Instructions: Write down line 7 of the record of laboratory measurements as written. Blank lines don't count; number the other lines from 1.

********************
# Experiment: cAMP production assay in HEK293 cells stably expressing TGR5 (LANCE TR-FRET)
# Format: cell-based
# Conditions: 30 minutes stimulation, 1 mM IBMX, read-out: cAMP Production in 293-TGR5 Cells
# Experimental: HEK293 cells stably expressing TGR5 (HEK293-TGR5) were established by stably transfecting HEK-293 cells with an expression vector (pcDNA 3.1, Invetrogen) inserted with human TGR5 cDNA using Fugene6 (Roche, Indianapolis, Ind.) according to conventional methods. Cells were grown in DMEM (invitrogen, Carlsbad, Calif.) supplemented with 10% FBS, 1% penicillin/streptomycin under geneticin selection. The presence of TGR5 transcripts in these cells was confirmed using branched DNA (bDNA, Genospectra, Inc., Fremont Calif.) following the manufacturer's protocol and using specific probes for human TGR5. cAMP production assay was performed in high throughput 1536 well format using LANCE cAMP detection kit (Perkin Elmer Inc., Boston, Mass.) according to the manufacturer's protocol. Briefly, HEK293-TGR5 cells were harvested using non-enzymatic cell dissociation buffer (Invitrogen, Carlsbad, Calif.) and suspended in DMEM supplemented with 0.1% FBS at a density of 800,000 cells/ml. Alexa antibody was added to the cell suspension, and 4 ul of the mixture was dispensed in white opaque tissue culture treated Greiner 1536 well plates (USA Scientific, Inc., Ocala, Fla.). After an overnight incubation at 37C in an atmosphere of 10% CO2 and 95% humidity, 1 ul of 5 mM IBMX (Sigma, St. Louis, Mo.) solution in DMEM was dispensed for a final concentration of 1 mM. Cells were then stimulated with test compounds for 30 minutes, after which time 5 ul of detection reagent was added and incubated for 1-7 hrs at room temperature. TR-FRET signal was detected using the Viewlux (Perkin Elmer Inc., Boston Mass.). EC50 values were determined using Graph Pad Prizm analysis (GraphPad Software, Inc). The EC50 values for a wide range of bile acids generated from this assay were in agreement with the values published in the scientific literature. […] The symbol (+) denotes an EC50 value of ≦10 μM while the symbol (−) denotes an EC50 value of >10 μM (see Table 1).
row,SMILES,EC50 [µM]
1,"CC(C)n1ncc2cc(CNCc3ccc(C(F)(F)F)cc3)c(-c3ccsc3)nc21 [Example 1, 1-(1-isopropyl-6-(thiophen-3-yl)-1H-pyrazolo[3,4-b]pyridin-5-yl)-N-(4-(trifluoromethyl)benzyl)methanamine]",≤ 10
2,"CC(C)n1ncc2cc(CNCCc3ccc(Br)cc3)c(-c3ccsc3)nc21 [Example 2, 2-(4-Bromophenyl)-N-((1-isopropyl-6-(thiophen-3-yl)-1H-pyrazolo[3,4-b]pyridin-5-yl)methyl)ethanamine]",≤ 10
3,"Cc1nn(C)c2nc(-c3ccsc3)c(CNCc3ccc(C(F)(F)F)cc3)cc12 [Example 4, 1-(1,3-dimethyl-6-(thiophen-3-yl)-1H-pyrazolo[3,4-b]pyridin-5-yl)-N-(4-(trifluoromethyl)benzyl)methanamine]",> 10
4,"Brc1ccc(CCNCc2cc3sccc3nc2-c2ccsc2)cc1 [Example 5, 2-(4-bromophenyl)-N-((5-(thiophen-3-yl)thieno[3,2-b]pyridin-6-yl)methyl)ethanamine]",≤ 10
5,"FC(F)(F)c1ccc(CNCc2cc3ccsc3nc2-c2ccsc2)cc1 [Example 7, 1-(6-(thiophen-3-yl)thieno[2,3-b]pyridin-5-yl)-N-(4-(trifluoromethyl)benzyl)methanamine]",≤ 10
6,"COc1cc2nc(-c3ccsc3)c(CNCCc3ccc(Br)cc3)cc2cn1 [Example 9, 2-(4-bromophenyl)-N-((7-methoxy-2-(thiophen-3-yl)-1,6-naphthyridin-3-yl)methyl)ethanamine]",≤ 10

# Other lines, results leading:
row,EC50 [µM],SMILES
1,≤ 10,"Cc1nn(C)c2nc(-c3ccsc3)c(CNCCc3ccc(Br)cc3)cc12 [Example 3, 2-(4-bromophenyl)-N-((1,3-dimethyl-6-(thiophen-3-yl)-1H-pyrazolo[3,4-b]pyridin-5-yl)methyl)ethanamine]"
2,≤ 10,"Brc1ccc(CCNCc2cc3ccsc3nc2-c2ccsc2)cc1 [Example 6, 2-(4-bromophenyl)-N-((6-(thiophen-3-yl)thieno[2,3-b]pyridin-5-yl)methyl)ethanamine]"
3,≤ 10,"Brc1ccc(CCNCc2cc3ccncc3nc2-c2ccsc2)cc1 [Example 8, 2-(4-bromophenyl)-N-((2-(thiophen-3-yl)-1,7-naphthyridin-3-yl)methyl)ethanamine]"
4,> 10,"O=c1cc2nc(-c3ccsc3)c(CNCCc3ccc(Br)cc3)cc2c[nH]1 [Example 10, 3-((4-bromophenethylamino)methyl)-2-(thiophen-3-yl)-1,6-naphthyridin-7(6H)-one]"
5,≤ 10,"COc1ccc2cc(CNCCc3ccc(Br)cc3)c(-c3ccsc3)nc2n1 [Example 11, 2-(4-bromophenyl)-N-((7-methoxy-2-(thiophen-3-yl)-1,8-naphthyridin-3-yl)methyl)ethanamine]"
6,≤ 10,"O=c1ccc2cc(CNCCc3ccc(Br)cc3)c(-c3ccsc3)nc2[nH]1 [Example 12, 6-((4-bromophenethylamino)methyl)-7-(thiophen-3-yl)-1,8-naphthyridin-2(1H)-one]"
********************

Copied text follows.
2,"CC(C)n1ncc2cc(CNCCc3ccc(Br)cc3)c(-c3ccsc3)nc21 [Example 2, 2-(4-Bromophenyl)-N-((1-isopropyl-6-(thiophen-3-yl)-1H-pyrazolo[3,4-b]pyridin-5-yl)methyl)ethanamine]",≤ 10